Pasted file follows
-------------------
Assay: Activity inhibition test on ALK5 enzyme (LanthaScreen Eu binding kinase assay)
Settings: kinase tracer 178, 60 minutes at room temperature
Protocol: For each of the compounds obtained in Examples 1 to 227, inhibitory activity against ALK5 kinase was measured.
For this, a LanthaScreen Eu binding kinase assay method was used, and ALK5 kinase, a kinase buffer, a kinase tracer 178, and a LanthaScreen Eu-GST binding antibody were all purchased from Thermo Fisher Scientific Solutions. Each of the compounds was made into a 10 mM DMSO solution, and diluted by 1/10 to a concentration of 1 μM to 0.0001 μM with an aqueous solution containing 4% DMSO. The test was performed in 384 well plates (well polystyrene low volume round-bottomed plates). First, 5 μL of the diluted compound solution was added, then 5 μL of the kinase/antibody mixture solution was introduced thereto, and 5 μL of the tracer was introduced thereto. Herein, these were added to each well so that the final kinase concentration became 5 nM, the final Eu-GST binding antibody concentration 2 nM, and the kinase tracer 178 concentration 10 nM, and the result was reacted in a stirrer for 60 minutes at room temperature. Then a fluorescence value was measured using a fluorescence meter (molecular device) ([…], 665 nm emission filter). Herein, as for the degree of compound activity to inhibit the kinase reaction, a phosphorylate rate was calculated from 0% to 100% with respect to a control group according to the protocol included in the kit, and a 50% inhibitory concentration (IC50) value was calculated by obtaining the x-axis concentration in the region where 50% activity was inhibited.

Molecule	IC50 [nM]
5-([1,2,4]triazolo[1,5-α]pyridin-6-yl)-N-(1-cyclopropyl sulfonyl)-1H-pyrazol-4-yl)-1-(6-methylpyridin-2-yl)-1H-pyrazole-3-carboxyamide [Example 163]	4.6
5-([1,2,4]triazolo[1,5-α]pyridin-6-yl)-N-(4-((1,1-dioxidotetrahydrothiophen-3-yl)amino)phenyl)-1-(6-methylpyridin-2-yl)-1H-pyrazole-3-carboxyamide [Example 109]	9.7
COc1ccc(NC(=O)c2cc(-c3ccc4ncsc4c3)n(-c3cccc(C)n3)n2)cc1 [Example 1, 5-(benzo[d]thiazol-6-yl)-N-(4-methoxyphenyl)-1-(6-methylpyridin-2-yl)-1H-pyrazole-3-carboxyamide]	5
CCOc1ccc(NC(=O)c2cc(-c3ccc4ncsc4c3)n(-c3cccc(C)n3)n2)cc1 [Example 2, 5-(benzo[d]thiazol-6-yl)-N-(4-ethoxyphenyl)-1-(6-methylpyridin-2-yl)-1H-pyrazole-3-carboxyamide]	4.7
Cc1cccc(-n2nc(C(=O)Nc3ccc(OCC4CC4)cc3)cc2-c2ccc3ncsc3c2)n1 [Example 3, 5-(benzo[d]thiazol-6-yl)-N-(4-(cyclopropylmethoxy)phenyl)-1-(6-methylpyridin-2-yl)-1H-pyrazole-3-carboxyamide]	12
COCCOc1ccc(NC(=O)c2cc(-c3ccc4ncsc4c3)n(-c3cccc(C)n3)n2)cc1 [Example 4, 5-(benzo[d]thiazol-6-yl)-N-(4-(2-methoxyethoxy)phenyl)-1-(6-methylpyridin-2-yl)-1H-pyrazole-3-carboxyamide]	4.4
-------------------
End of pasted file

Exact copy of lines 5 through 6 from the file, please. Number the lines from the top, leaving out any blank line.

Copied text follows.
Molecule	IC50 [nM]
5-([1,2,4]triazolo[1,5-α]pyridin-6-yl)-N-(1-cyclopropyl sulfonyl)-1H-pyrazol-4-yl)-1-(6-methylpyridin-2-yl)-1H-pyrazole-3-carboxyamide [Example 163]	4.6